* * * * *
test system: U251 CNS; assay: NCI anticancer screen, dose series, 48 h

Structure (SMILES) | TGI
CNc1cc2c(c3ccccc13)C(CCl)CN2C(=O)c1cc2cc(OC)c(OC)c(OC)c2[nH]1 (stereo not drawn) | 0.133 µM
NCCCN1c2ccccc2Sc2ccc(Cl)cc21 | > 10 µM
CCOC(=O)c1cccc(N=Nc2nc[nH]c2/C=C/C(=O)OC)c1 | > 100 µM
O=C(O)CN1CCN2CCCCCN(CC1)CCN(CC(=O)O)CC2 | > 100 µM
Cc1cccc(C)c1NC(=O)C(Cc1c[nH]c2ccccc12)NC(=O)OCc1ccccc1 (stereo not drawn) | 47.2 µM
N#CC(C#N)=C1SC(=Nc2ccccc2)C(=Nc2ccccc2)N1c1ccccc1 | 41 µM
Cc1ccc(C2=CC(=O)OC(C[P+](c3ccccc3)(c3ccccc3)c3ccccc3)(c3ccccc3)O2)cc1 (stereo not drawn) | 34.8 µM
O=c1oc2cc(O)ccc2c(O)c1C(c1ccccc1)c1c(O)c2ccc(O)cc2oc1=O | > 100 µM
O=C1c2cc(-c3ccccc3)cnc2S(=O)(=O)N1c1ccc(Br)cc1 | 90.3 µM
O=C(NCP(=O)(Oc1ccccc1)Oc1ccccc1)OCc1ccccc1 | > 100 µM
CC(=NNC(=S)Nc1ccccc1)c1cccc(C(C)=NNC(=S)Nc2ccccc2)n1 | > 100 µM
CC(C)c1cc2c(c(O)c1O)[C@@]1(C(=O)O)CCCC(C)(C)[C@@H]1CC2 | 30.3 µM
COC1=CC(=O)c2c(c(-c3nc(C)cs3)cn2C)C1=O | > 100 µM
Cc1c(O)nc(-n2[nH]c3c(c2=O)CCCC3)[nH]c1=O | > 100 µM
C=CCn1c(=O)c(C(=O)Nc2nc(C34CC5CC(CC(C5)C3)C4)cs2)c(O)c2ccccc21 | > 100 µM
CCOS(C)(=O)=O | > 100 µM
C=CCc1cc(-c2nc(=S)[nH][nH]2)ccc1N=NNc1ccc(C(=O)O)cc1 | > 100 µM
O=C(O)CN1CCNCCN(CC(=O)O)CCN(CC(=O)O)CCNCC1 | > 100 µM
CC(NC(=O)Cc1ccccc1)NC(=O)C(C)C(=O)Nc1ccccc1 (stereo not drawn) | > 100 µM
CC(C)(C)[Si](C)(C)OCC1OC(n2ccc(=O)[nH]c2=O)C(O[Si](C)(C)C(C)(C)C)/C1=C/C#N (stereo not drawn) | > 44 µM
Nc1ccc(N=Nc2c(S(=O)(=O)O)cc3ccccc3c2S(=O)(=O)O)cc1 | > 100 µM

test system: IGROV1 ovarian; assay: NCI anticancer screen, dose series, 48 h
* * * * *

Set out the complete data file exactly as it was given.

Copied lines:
test system: U251 CNS; assay: NCI anticancer screen, dose series, 48 h

Structure (SMILES) | TGI
CNc1cc2c(c3ccccc13)C(CCl)CN2C(=O)c1cc2cc(OC)c(OC)c(OC)c2[nH]1 (stereo not drawn) | 0.133 µM
NCCCN1c2ccccc2Sc2ccc(Cl)cc21 | > 10 µM
CCOC(=O)c1cccc(N=Nc2nc[nH]c2/C=C/C(=O)OC)c1 | > 100 µM
O=C(O)CN1CCN2CCCCCN(CC1)CCN(CC(=O)O)CC2 | > 100 µM
Cc1cccc(C)c1NC(=O)C(Cc1c[nH]c2ccccc12)NC(=O)OCc1ccccc1 (stereo not drawn) | 47.2 µM
N#CC(C#N)=C1SC(=Nc2ccccc2)C(=Nc2ccccc2)N1c1ccccc1 | 41 µM
Cc1ccc(C2=CC(=O)OC(C[P+](c3ccccc3)(c3ccccc3)c3ccccc3)(c3ccccc3)O2)cc1 (stereo not drawn) | 34.8 µM
O=c1oc2cc(O)ccc2c(O)c1C(c1ccccc1)c1c(O)c2ccc(O)cc2oc1=O | > 100 µM
O=C1c2cc(-c3ccccc3)cnc2S(=O)(=O)N1c1ccc(Br)cc1 | 90.3 µM
O=C(NCP(=O)(Oc1ccccc1)Oc1ccccc1)OCc1ccccc1 | > 100 µM
CC(=NNC(=S)Nc1ccccc1)c1cccc(C(C)=NNC(=S)Nc2ccccc2)n1 | > 100 µM
CC(C)c1cc2c(c(O)c1O)[C@@]1(C(=O)O)CCCC(C)(C)[C@@H]1CC2 | 30.3 µM
COC1=CC(=O)c2c(c(-c3nc(C)cs3)cn2C)C1=O | > 100 µM
Cc1c(O)nc(-n2[nH]c3c(c2=O)CCCC3)[nH]c1=O | > 100 µM
C=CCn1c(=O)c(C(=O)Nc2nc(C34CC5CC(CC(C5)C3)C4)cs2)c(O)c2ccccc21 | > 100 µM
CCOS(C)(=O)=O | > 100 µM
C=CCc1cc(-c2nc(=S)[nH][nH]2)ccc1N=NNc1ccc(C(=O)O)cc1 | > 100 µM
O=C(O)CN1CCNCCN(CC(=O)O)CCN(CC(=O)O)CCNCC1 | > 100 µM
CC(NC(=O)Cc1ccccc1)NC(=O)C(C)C(=O)Nc1ccccc1 (stereo not drawn) | > 100 µM
CC(C)(C)[Si](C)(C)OCC1OC(n2ccc(=O)[nH]c2=O)C(O[Si](C)(C)C(C)(C)C)/C1=C/C#N (stereo not drawn) | > 44 µM
Nc1ccc(N=Nc2c(S(=O)(=O)O)cc3ccccc3c2S(=O)(=O)O)cc1 | > 100 µM

test system: IGROV1 ovarian; assay: NCI anticancer screen, dose series, 48 h